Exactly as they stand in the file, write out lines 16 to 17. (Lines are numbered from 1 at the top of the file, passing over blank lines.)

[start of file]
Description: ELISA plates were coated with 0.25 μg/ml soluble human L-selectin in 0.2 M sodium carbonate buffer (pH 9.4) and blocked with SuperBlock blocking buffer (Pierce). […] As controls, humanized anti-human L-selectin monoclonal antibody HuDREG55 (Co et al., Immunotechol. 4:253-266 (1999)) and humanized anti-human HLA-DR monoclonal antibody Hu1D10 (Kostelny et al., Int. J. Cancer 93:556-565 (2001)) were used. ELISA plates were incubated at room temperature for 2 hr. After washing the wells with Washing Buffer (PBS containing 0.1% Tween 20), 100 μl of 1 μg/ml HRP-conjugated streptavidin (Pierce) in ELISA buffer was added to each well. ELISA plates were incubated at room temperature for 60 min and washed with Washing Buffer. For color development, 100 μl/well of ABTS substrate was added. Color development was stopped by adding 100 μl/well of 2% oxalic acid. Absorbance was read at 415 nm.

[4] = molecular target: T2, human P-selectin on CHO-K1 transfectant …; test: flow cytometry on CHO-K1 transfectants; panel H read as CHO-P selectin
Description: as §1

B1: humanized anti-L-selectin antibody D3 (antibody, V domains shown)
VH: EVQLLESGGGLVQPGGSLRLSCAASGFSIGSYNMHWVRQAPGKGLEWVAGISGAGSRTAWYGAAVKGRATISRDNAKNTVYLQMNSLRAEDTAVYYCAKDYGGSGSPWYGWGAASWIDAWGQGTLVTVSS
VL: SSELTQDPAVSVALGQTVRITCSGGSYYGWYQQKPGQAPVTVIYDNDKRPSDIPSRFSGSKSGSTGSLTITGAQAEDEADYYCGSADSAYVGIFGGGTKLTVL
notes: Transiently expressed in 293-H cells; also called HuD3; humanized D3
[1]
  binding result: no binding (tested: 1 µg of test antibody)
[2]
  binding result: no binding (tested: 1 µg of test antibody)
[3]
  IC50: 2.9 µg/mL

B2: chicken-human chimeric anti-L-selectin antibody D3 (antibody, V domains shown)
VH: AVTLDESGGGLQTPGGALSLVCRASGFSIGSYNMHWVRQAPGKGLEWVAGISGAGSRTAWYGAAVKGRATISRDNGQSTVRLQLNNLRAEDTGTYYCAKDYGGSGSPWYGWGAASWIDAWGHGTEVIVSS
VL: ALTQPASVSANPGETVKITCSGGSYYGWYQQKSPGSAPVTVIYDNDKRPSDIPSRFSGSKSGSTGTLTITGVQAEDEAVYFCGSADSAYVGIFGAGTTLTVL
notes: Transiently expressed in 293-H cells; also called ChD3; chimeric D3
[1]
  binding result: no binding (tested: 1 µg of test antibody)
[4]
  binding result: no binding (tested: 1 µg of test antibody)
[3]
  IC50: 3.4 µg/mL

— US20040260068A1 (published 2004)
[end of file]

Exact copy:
VL: ALTQPASVSANPGETVKITCSGGSYYGWYQQKSPGSAPVTVIYDNDKRPSDIPSRFSGSKSGSTGTLTITGVQAEDEAVYFCGSADSAYVGIFGAGTTLTVL
notes: Transiently expressed in 293-H cells; also called ChD3; chimeric D3